Mandatory Meeting with the Principal
On my first day of middle school, I remember having to meet with the principal before I could attend any of my classes (I later discovered that this was not standard practice). I was terrified when I learned about the meeting from my homeroom teacher. Another teacher had just helped me find my classroom after I took my younger sister to her classroom. I remember as I walked into the classroom, all conversation stopped, my classmates stared at me, and before I could approach and introduce myself to the teacher, she looked at me and said something like “What are you doing here? The principal needs to talk to you.” She then escorted me out of the class to the principal’s office without saying another word to me, not even hello. The principal had me take a seat in his office while he and my teacher stood over me. The principal did the questioning. The first question he asked was if I was a “troublemaker,” and I told him “No,” and he looked at my teacher and said, “We’ll see,” and she nodded in agreement. He said something about me having to leave my “ghetto ways” in Chicago because this was a good school, a good community, and he would not tolerate it.
I remember wondering if I had said or done something to make him think I was a bad person, or if someone had told him I had “ghetto ways,” whatever that meant. The meeting continued with him asking me questions about my parents, our family, and our current living situation. This is where the “How much money do your parents make?” question came up. When I told him I had no idea, he asked me if we were on “welfare” and if I had ever used food stamps. I was both shocked and frightened by his questions, but I could recognize prejudice. He was the principal, so I respectfully looked him in the eyes, tried to be polite, and told him he needed to speak with my parents about his questions and concerns. He told my teacher he was surprised I wasn’t afraid to look him in the eyes because most students looked at the floor when they came into his office.
After the principal concluded his questioning, my teacher silently escorted me back to our homeroom but not before the principal mentioned that they should check in later. I was nervous the whole day thinking that I was in trouble but didn’t know why. It was a horrible experience, so much so that I can’t remember anything else that happened during the rest of that school day. I was physically in school that day, but I was mentally absent. A few days later after I made my first friend at school, she told me that I started crying at the end of homeroom and refused to leave the classroom. The school nurse came, and I spent the rest of the day in her office. In hindsight, I am now sure that I was frozen in fear. My mom picked us up from school because I don’t think I could have gotten my sister and myself home that day.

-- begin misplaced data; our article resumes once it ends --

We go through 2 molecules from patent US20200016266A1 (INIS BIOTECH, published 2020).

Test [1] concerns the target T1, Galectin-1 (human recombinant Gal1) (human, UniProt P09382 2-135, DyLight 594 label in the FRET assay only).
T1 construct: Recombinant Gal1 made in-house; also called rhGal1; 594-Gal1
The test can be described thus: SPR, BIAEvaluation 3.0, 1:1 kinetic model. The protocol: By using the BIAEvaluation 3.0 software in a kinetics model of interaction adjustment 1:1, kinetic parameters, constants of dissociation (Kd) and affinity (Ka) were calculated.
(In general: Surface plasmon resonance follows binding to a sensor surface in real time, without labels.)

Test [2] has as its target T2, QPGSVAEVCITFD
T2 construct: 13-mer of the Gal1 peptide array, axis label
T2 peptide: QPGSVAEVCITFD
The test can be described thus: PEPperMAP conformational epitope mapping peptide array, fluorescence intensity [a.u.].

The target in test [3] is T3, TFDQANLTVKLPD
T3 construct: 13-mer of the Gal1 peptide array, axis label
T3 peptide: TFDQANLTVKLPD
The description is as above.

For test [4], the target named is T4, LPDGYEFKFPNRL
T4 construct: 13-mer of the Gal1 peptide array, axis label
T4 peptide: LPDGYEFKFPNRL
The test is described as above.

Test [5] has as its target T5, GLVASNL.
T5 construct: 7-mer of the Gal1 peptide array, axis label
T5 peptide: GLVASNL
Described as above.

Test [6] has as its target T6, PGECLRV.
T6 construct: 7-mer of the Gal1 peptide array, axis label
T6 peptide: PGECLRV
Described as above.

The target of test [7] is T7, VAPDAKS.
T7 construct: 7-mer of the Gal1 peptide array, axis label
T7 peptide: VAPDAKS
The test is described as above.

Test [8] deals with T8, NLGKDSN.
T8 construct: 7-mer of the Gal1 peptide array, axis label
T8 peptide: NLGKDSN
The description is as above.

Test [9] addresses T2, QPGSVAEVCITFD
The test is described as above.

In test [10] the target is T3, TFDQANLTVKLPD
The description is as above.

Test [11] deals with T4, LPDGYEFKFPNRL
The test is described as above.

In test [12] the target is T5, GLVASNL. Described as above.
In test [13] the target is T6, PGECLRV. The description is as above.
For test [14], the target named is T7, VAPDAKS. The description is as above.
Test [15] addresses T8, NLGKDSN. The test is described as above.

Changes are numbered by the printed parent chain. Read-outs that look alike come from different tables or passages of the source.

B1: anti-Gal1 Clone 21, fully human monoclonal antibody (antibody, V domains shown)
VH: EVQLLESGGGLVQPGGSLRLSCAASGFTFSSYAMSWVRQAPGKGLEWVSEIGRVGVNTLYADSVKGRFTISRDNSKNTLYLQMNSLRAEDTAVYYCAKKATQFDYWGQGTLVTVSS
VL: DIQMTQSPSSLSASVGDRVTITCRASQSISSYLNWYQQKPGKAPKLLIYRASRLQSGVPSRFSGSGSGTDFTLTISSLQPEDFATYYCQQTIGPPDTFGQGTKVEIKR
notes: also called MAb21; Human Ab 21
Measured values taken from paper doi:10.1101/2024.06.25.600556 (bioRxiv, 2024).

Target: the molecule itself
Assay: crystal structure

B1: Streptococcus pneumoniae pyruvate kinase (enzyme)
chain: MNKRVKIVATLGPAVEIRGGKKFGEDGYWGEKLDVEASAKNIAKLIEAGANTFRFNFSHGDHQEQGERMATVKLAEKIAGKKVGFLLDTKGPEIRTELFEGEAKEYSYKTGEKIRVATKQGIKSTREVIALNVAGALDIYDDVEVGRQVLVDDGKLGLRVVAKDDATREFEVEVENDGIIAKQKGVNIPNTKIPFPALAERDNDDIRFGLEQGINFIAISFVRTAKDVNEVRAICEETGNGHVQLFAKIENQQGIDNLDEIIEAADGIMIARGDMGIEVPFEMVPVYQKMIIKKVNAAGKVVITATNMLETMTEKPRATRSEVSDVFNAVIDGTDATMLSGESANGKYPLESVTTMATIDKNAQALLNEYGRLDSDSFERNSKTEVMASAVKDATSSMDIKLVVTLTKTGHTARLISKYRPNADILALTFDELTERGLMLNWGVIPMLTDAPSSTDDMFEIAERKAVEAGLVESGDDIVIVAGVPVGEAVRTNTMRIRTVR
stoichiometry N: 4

An August 6, 2020, Education Trust article titled: “Students of Color Aren’t Broken; Systems, Practices & Policies Are,” stated that “without equity-focused policies, the right mindset, and appropriate responses, educator biases (whether implicit or explicit) often unfairly and unjustly marginalize some students. Many students of color and students from low-income backgrounds are seen as “broken” or in need of “fixing,” which undermines their excellence and results in real and harmful consequences.” The moment I stepped foot on the school grounds that first day of middle school, everyone treated me as if I was broken, or even dangerous, and for a short time that year, I was – that is until my mother reminded me through unconditional love, encouragement and support who I was, and most important, what I was capable of academically. I had always been a good student.
Upon reflecting on my early days in middle school, I frequently imagine what could have helped me, and consistently arrive at the same conclusions. Individuals in positions of power within the school community who utilize their authority to harm or humiliate "minoritized" students are misusing their power and engaging in abusive behavior. Hatred is a destructive force, particularly for students who are the targets of such animosity. Furthermore, the mere presence of Black students, such as those who were voluntarily bussed from Boston, did not automatically create a beneficial diverse learning environment. A beneficial diverse learning environment is established when all members of the school community - students, teachers, and administrators alike - feel acknowledged as individuals of worth, are treated with respect, and are valued as important members of the school community.
I recently spoke with my daughter to get an update on my grandson Kal-EL’s middle school experience. He lives in Atlanta and started school during the first week in August - he’s been in school almost two months now. So far Kal-EL is having a terrific middle school experience. He’s surrounded with a supportive group of friends, while his teachers both expect and hold him to high expectations, resulting in academic challenges that he is excelling at. It’s still early in the school year, but I'll take these dynamics as” wins” in terms of Kal-EL's growing experience of belonging and academic success in middle school thus far.